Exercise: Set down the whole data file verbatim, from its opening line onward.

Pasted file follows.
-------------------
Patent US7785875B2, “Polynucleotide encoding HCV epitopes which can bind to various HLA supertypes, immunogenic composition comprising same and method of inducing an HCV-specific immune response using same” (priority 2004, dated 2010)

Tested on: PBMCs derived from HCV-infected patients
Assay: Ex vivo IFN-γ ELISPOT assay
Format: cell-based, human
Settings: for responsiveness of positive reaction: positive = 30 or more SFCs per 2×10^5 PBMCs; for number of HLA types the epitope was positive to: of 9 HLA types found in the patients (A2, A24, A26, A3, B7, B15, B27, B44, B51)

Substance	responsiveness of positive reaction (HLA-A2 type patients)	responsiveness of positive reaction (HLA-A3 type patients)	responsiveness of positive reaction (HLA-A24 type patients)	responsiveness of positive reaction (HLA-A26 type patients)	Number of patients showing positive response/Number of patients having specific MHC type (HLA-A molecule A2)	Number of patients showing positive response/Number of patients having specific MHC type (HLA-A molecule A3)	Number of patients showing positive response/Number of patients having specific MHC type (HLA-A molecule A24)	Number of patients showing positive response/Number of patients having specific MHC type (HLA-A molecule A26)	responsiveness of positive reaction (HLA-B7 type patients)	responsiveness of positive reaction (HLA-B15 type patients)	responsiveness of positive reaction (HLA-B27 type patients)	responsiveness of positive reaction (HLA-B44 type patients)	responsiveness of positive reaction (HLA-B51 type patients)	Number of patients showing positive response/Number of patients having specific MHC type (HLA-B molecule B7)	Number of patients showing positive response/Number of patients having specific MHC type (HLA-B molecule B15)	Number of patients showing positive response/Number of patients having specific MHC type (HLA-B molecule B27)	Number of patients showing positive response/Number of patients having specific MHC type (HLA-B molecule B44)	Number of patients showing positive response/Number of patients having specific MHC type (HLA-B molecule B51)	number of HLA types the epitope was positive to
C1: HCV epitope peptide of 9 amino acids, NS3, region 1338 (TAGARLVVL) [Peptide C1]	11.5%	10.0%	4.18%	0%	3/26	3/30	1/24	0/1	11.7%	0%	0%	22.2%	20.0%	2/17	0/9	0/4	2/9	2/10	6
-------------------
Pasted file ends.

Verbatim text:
Patent US7785875B2, “Polynucleotide encoding HCV epitopes which can bind to various HLA supertypes, immunogenic composition comprising same and method of inducing an HCV-specific immune response using same” (priority 2004, dated 2010)

Tested on: PBMCs derived from HCV-infected patients
Assay: Ex vivo IFN-γ ELISPOT assay
Format: cell-based, human
Settings: for responsiveness of positive reaction: positive = 30 or more SFCs per 2×10^5 PBMCs; for number of HLA types the epitope was positive to: of 9 HLA types found in the patients (A2, A24, A26, A3, B7, B15, B27, B44, B51)

Substance	responsiveness of positive reaction (HLA-A2 type patients)	responsiveness of positive reaction (HLA-A3 type patients)	responsiveness of positive reaction (HLA-A24 type patients)	responsiveness of positive reaction (HLA-A26 type patients)	Number of patients showing positive response/Number of patients having specific MHC type (HLA-A molecule A2)	Number of patients showing positive response/Number of patients having specific MHC type (HLA-A molecule A3)	Number of patients showing positive response/Number of patients having specific MHC type (HLA-A molecule A24)	Number of patients showing positive response/Number of patients having specific MHC type (HLA-A molecule A26)	responsiveness of positive reaction (HLA-B7 type patients)	responsiveness of positive reaction (HLA-B15 type patients)	responsiveness of positive reaction (HLA-B27 type patients)	responsiveness of positive reaction (HLA-B44 type patients)	responsiveness of positive reaction (HLA-B51 type patients)	Number of patients showing positive response/Number of patients having specific MHC type (HLA-B molecule B7)	Number of patients showing positive response/Number of patients having specific MHC type (HLA-B molecule B15)	Number of patients showing positive response/Number of patients having specific MHC type (HLA-B molecule B27)	Number of patients showing positive response/Number of patients having specific MHC type (HLA-B molecule B44)	Number of patients showing positive response/Number of patients having specific MHC type (HLA-B molecule B51)	number of HLA types the epitope was positive to
C1: HCV epitope peptide of 9 amino acids, NS3, region 1338 (TAGARLVVL) [Peptide C1]	11.5%	10.0%	4.18%	0%	3/26	3/30	1/24	0/1	11.7%	0%	0%	22.2%	20.0%	2/17	0/9	0/4	2/9	2/10	6